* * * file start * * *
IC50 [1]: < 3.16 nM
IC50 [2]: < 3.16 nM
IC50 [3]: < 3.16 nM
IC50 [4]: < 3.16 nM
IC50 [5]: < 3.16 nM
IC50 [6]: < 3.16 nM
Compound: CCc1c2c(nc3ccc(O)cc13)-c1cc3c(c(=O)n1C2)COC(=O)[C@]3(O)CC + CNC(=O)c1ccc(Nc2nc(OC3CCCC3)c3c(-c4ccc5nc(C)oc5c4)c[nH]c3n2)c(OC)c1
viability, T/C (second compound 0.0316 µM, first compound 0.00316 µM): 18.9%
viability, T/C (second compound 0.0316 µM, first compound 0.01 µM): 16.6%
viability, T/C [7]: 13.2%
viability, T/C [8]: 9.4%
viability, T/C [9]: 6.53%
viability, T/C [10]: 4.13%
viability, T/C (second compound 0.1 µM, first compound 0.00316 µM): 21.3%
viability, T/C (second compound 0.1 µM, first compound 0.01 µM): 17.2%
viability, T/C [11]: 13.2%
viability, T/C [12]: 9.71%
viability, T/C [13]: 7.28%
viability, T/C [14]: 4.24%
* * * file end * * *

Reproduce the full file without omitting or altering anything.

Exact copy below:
IC50 [1]: < 3.16 nM
IC50 [2]: < 3.16 nM
IC50 [3]: < 3.16 nM
IC50 [4]: < 3.16 nM
IC50 [5]: < 3.16 nM
IC50 [6]: < 3.16 nM
Compound: CCc1c2c(nc3ccc(O)cc13)-c1cc3c(c(=O)n1C2)COC(=O)[C@]3(O)CC + CNC(=O)c1ccc(Nc2nc(OC3CCCC3)c3c(-c4ccc5nc(C)oc5c4)c[nH]c3n2)c(OC)c1
viability, T/C (second compound 0.0316 µM, first compound 0.00316 µM): 18.9%
viability, T/C (second compound 0.0316 µM, first compound 0.01 µM): 16.6%
viability, T/C [7]: 13.2%
viability, T/C [8]: 9.4%
viability, T/C [9]: 6.53%
viability, T/C [10]: 4.13%
viability, T/C (second compound 0.1 µM, first compound 0.00316 µM): 21.3%
viability, T/C (second compound 0.1 µM, first compound 0.01 µM): 17.2%
viability, T/C [11]: 13.2%
viability, T/C [12]: 9.71%
viability, T/C [13]: 7.28%
viability, T/C [14]: 4.24%